Globalization and Supply Chain Woes
It is not surprising to enter a store and see aisles missing items or completely empty, at the same time you might experience an overabundance of products. This had led some consumers to feel frustrated that they can’t find a product and to the businesses losing money due to overstocked items, of which many need to be sold at a discount to make room for additional stock that is forthcoming. The uncertainty of the supply chain is frustrating to all involved in the process, from the manufacturer all the way to the customer or client. The supply chain struggles began in 2020 as governments and businesses responded to COVID-19. The pandemic really showcased how interconnected and dependent countries were around the world due to globalization.
As the threat of COVID-19 lessened, countries began to return to some form of normalcy and the supply chain started to bounce back slowly with frequent choke points and breakdowns. Many of these worldwide problems have become synonymous with labor shortages, logistics backups, and demand increases. Businesses are learning that there are some flaws in how supply chains operate, such as a dependence on overseas production to a reliance on just-in-time manufacturing.
As businesses were beginning to hope that the supply chain would slowly return to pre-COVID-19 efficiency, those thoughts were quickly crushed when Russia invaded Ukraine in February 2022. This caused the largest supply chain disruption to occur in the post-World War II era. Many governments imposed sanctions on Russia and export controls as to what could be shipped to Russia. Additionally, Ukraine was no longer able to export many of its staple crops and products to the world, such as barley, sunflower oil, wheat, and fertilizer. Additionally, Russia was limited in how much oil and natural gas it was able to export. This created shortages across many industries, which has caused an increase in prices for the consumer and customer and increased demand for substitutes.
It is becoming clear that businesses need to rethink their supply chain and operations as the supply chain will never return to pre-COVID-19 efficiency. A Jabil and IndustryWeek survey discovered that 27% of companies are investing in supply chain risk management technology to improve their supply chain performance and maintain their resilience. Additionally, 26% of the respondents shared that their organization was investing in cloud computing with 25% of the respondents utilizing demand planning/forecasting technology.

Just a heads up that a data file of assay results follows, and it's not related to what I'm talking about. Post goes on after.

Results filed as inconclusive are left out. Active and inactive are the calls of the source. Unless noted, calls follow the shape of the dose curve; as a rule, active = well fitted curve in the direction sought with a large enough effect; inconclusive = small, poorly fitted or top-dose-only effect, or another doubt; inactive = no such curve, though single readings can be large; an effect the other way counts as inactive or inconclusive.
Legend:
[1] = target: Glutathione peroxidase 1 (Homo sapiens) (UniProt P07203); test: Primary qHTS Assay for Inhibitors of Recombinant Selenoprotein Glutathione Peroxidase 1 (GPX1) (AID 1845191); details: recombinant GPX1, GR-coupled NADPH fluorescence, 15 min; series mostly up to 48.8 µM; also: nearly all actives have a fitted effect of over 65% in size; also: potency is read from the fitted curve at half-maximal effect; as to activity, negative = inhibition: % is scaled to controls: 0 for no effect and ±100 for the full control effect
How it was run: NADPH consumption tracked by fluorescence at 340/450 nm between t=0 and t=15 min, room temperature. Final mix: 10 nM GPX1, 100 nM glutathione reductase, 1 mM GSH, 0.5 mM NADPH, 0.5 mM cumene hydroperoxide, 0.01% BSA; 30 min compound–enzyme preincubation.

Furthermore, businesses need to assess the risk carried by each of their current suppliers and potential alternative suppliers. This will help increase the likelihood of the business maintaining its resilience and strengthening their supply base. There is also the opportunity to maintain and continue to cultivate the relationship with each supplier and logistics partners. Better relationships will lead to improved negotiations and the likelihood of the organization’s products or supplies receiving allocation or space on a container ship.
Businesses may find that some things are out of control in regard to the supply chain. For example, a restaurant has a large cooking appliance that needs a new part. The part is out of stock due to supply chain disruptions and is not expected to be back in stock until 6 months to a year. The restaurant has three logical choices available to them: 1) go without the cooking appliance, 2) buy a new cooking appliance, or 3) think outside the box in regard to substituting parts. In this example, the large cooking appliance is of great value to the restaurant and it is costly to replace. This led the restaurant to choose innovative thinking and pursue the third option. The restaurant decided to reach out to a local 3D printing company to see what options were available for printing a part for their large cooking appliance. The 3D printing company was able to support the restaurant by printing the part. The part was installed on the large cooking appliance and it ended up working better than the original OEM part.
During this unprecedented time, companies are rethinking where their facilities should be located in the world and reimagining their supply chain. This is an area prime for innovation and opportunities for many industries. There will be a new normal for globalization and supply change management.
Emma Cosgrove, “Where the supply-chain crisis came from, where it’s going and when it will be over”, November 4, 2021, https://www.businessinsider.com/supply-chain-crisis-when-it-will-be-over-end-2021-11
Frank McKay, “The Impact of the COVID-19 Supply Chain Disruption”, https://www.jabil.com/blog/covid-19-supply-chain-impact.html
Tarek Sultan, “5 Ways the COVID-19 pandemic has changed the supply chain”, January 14, 2022, https://www.forbes.com/sites/imperialinsights/2021/01/08/does-covid-19-mean-the-end-for-globalization/?sh=51687811671e
Jeffrey G. Weiss, et. al., “Impacts of Russia’s Invasion of Ukraine on Global Supply Chains, Part 1”, May 19, 2022, https://www.steptoe.com/en/news-publications/global-trade-policy-blog/impacts-of-russias-invasion-of-ukraine-on-global-supply-chains-part-i.html